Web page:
Cape Town - It’s been a while since I attended the current Hyundai Tucson’s launch earlier in 2016, so it was rather refreshing when the 1.6 Turbo Executive arrived for a test drive.
Consumers will recall the Tucson name of a few years back. That was when the first-generation came to South Africa in 2004. The nomenclature was then replaced with ‘ix35’ when the SUV’s second generation came to the country.
Overall sales, although solid in SA, never impressed in the states and the automaker opted to revert to the Tucson moniker for its third generation, globally.
Since its launch in 2016, the Tucson has proved to be a huge success for Hyundai and even earned a South African Car of the Year nomination.
Familiar design cues
Hyundai did not depart too far from the ix35’s design. The Tucson carries some familiar lines and curves over from the previous model, which makes recognising it a whole lot easier. But at the front the grille takes prominence with three horizontal bars running across the length of it. The headlights, too, are larger than before and fog lights sit above daytime running LEDs.
READ: Tucson returns to SA - 'Tougher, Prettier' Hyundai SUV
At the rear the Tucson badge takes a solid spot on the left side of the tailgate and to the right of its ‘turbo’ badge. The rear lights are also very unmissable. Two exhaust pipes give a subtle indication to the performance inclination of this vehicle. The visual package is rounded off by a set of 17” tyres, but the wheel arches are a tad too big for it. So, if the budget permits, you should splurge on the optional bigger tyres. The Tucson is a good looking vehicle especially compared to its predecessor.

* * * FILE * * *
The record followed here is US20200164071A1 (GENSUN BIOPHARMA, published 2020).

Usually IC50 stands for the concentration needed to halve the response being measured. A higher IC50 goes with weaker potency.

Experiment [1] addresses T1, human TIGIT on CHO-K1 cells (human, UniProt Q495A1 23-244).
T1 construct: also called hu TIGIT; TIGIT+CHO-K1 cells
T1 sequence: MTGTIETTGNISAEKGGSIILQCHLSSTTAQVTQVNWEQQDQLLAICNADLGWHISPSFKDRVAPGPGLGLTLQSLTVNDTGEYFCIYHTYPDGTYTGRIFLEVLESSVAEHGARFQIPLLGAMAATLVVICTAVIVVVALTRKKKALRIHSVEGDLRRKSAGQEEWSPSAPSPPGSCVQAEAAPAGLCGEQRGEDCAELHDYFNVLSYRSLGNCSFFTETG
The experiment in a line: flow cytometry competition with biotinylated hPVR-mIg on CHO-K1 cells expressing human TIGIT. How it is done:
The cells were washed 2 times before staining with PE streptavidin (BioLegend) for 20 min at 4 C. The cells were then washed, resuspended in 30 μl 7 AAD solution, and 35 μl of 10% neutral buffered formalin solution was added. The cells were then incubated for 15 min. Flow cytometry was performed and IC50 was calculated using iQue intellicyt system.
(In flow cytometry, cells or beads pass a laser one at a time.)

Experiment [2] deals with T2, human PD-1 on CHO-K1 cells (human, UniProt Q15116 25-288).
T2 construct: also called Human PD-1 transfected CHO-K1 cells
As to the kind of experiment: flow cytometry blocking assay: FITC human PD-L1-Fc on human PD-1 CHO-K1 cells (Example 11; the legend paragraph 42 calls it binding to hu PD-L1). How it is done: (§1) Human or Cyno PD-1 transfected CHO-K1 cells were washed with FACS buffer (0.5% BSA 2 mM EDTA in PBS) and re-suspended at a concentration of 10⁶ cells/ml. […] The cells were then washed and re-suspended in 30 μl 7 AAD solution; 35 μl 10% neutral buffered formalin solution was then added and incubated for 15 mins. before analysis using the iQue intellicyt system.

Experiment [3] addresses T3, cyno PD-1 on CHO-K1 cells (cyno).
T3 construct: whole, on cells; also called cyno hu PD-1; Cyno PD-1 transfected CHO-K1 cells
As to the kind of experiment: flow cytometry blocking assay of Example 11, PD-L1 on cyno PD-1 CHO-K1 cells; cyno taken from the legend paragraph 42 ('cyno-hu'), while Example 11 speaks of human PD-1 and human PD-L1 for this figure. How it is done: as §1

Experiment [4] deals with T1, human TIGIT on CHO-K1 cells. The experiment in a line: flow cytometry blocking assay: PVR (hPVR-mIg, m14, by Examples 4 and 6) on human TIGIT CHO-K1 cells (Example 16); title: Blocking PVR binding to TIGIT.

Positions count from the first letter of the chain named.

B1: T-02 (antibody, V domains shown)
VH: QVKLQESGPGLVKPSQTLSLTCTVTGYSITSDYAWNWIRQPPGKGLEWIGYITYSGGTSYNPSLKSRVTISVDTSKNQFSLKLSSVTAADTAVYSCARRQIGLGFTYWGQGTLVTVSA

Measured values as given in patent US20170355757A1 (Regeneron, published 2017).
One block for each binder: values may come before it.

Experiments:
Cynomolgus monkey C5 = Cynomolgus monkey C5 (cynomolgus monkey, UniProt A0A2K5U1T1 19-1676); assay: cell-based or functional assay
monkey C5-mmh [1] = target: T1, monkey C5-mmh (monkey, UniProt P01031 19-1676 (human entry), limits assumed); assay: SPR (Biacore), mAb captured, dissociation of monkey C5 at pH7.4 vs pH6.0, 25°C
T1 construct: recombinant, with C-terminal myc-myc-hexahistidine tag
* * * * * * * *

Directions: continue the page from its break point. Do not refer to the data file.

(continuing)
Image: Wheels24 / Charlen Raymond
Going the distance
The Tucson’s drivetrain is one that can take the punch. The turbocharged 1.6-litre engine has initial turbo lag when stomping on the accelerator, but once it gets going the SUV does relent. It devours the road ahead and charges forth with a surge that makes driving it a pleasure.
The six-speed manual gearbox moves smoothly between the cogs and the throw-action requires little effort. And the cruise control makes the journey all the more enjoyable.
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On tar roads the Tucson is a joy to drive. It does not jolt about on secondary roads and can easily transverse your chosen tarmac. Steering feels assured when choosing a direction and is very easy to live with. A button along the gear lever changes steering from 'Normal' to 'Sport' though the difference between the modes is negligible.
The SUV is very comfortable on gravel. Traveling along the West Coast's gravel roads, the Tucson was thrown into the proverbial deep end. The area had very little to no rain while Cape Town has been on the receiving end of downpours the week before Christmas. Needless to say that the gravel is dry, with loose sand providing very little grip should the Hyundai start sliding about. But there was no indication that this SUV is out of its comfort zone.
Occupants barely felt any imperfections in the road - except for potholes - and could hold conversation despite the unfriendly road conditions. Also, provided the road permits, the Tucson can do legal speeds without feeling uneasy or out of place.
Image: Wheels24 / Charlen Raymond